Most small business owners are born optimists. After all, why take the plunge unless you’re confident you can stay afloat? But positive thinking can only take you so far. To succeed in business and stay on course, you also need to think about what could possibly go wrong and seek the help of an expert.
All business involves risk. From natural disasters, such as fire and flood, to theft, or building works on your doorstep that disrupt your trade. It’s impossible to predict, let alone prevent, all future risks. But there are 4 key steps to take to reduce the impact on your business. Do it right and you won’t just survive, you could thrive.
“Don’t jeopardise all your hard work by failing to take account of the risks”
1. Identify your risks
The first thing to do is to compile a list of risks you could potentially face. It would be helpful at this point to tap into the experience of an insurance broker, a business mentor or your business networks. The government also has an online guide to help you assess your business risks, which you will find, here.
Every business is different and so are the risks they face. For example, if you run a retail food outlet and rely on refrigeration, then a power outage could result in stock losses. Worse still, your customers could suffer from food poisoning. Or if you run an online business and your internet connection is down for hours or days, you risk losing business and customer goodwill.
As well as physical risk to your business property, employees or clients, think about potential disruption to the market you operate in and less tangible things, such as risks to your business reputation.
An insurance broker can work with you, to help identify your insurable risks. With this advice you can then make an informed decision to find the right cover to protect your business against the unexpected.
2. Managing risks
Once you’ve identified your risks, it’s time to put in place some strategies to manage them. The best time to consider your risk management strategy is when you draw up your business plan. If you haven’t already done so, download a template here. Don’t forget you will need to revisit your risk strategy and update insurances as your business grows.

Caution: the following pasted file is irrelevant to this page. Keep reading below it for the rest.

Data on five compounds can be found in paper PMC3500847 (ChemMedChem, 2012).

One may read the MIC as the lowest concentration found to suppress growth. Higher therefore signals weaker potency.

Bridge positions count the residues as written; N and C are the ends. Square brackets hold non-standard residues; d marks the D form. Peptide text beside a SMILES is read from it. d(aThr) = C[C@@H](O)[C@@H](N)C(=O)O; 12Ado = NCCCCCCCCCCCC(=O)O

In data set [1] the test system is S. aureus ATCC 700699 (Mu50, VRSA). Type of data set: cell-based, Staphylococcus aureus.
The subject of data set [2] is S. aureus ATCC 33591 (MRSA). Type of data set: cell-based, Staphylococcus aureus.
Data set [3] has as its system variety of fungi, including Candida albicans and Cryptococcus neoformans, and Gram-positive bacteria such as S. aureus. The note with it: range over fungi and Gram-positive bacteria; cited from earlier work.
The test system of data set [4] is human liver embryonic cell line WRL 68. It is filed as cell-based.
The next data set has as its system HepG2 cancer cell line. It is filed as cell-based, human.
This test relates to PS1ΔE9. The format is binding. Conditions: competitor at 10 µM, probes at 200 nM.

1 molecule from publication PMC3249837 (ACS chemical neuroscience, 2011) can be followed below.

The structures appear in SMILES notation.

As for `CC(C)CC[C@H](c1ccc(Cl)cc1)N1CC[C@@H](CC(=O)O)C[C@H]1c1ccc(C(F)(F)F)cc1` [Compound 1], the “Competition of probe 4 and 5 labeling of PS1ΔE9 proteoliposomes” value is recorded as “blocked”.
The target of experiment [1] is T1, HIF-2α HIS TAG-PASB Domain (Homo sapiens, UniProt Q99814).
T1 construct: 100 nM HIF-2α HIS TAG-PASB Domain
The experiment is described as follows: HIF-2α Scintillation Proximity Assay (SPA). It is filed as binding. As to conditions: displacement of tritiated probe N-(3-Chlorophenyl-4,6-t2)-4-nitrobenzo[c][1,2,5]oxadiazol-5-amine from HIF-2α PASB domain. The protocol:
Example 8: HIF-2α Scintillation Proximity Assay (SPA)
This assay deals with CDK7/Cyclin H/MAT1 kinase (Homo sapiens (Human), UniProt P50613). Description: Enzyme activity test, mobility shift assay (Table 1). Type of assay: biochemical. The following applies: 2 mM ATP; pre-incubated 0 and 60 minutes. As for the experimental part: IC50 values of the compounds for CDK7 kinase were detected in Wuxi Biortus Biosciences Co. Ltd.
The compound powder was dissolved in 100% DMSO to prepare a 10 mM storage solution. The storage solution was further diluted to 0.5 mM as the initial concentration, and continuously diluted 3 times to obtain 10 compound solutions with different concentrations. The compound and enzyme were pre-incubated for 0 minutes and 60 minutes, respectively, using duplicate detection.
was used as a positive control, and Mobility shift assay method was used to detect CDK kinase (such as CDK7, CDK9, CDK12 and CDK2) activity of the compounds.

Just as there are many ways to bake a cake, there are many ways to manage risk. Find some suggestions to get you thinking on the government’s business portal.
You can also cost-effectively reduce some risks with simple actions, such as backing up your computer data, installing smoke alarms or providing your staff with safety training. Likewise you could also consider outsourcing tasks, such as bookkeeping or computer networking, to reduce your risk of costly errors or malfunctions.
You can also buy protection against many business risks through insurance. Some insurances are required by law, such as workers’ compensation to cover injuries to your employees or professional indemnity for certain occupations. Others simply make good business sense, such as management liability. Speak to your insurance broker for tailored advice.
3. Cover all bases
Most people understand the need to insure their business assets, such as buildings, contents and motor vehicles for events such as fire, theft or damage. But business interruption insurance is arguably just as important. This helps cover any loss of revenue if you are prevented from trading due to an unforeseen event. It also provides cover where you cannot access your premises due to damage to adjoining premises.
Even if you are working from home, you may need to consider public liability insurance and professional indemnity insurance. These offer protection if a client is injured on your home turf or takes legal action against you as a result of your professional advice.
It is wise that you also talk to professionals such as:
- Lawyers & Solicitors
- Financial Planners
- Business Brokers
- Startup Business Advice Organisations
4. Seek advice
Steadfast insurance brokers have in-depth knowledge of insurance products and can suggest a business insurance package tailored to suit your business. This is often more cost-effective than putting together a patchwork of single policies that could leave you exposed.
“Every business is different and so are the risks they face”
Now you’ve taken the plunge and started your own business, don’t jeopardise all your hard work by failing to take account of the risks. With a bit of thought, and help from experts, you can put a plan in place to help you bounce back if disaster strikes.